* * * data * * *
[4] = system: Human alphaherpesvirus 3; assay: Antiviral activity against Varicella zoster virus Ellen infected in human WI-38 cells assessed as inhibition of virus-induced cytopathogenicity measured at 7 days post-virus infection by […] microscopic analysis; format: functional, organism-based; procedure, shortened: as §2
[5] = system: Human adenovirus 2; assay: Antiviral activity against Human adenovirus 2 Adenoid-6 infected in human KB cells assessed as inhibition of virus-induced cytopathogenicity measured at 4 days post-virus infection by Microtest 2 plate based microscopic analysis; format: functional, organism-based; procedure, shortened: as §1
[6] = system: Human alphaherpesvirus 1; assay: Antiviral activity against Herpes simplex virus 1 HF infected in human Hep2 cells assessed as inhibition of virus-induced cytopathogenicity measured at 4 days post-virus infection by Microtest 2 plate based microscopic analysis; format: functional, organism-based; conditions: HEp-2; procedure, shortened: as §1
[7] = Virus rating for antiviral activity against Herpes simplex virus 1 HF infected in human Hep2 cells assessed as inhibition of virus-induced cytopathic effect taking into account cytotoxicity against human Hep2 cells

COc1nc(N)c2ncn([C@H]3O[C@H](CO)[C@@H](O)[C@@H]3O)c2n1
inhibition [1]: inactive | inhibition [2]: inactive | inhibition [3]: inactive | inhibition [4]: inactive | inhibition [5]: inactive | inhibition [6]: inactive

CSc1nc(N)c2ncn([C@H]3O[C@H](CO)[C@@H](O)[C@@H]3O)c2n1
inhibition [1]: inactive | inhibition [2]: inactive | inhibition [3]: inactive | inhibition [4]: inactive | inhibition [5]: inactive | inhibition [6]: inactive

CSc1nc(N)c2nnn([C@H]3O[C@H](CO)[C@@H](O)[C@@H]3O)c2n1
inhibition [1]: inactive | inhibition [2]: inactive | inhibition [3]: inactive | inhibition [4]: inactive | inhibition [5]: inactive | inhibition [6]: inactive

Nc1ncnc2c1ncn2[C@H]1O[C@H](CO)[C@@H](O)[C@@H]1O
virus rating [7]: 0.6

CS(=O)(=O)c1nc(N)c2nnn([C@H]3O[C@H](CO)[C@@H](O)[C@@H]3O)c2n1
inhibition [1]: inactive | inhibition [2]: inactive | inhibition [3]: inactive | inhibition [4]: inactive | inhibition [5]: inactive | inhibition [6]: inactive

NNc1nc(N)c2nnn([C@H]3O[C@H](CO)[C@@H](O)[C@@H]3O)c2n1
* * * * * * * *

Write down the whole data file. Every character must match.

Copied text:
[4] = system: Human alphaherpesvirus 3; assay: Antiviral activity against Varicella zoster virus Ellen infected in human WI-38 cells assessed as inhibition of virus-induced cytopathogenicity measured at 7 days post-virus infection by […] microscopic analysis; format: functional, organism-based; procedure, shortened: as §2
[5] = system: Human adenovirus 2; assay: Antiviral activity against Human adenovirus 2 Adenoid-6 infected in human KB cells assessed as inhibition of virus-induced cytopathogenicity measured at 4 days post-virus infection by Microtest 2 plate based microscopic analysis; format: functional, organism-based; procedure, shortened: as §1
[6] = system: Human alphaherpesvirus 1; assay: Antiviral activity against Herpes simplex virus 1 HF infected in human Hep2 cells assessed as inhibition of virus-induced cytopathogenicity measured at 4 days post-virus infection by Microtest 2 plate based microscopic analysis; format: functional, organism-based; conditions: HEp-2; procedure, shortened: as §1
[7] = Virus rating for antiviral activity against Herpes simplex virus 1 HF infected in human Hep2 cells assessed as inhibition of virus-induced cytopathic effect taking into account cytotoxicity against human Hep2 cells

COc1nc(N)c2ncn([C@H]3O[C@H](CO)[C@@H](O)[C@@H]3O)c2n1
inhibition [1]: inactive | inhibition [2]: inactive | inhibition [3]: inactive | inhibition [4]: inactive | inhibition [5]: inactive | inhibition [6]: inactive

CSc1nc(N)c2ncn([C@H]3O[C@H](CO)[C@@H](O)[C@@H]3O)c2n1
inhibition [1]: inactive | inhibition [2]: inactive | inhibition [3]: inactive | inhibition [4]: inactive | inhibition [5]: inactive | inhibition [6]: inactive

CSc1nc(N)c2nnn([C@H]3O[C@H](CO)[C@@H](O)[C@@H]3O)c2n1
inhibition [1]: inactive | inhibition [2]: inactive | inhibition [3]: inactive | inhibition [4]: inactive | inhibition [5]: inactive | inhibition [6]: inactive

Nc1ncnc2c1ncn2[C@H]1O[C@H](CO)[C@@H](O)[C@@H]1O
virus rating [7]: 0.6

CS(=O)(=O)c1nc(N)c2nnn([C@H]3O[C@H](CO)[C@@H](O)[C@@H]3O)c2n1
inhibition [1]: inactive | inhibition [2]: inactive | inhibition [3]: inactive | inhibition [4]: inactive | inhibition [5]: inactive | inhibition [6]: inactive

NNc1nc(N)c2nnn([C@H]3O[C@H](CO)[C@@H](O)[C@@H]3O)c2n1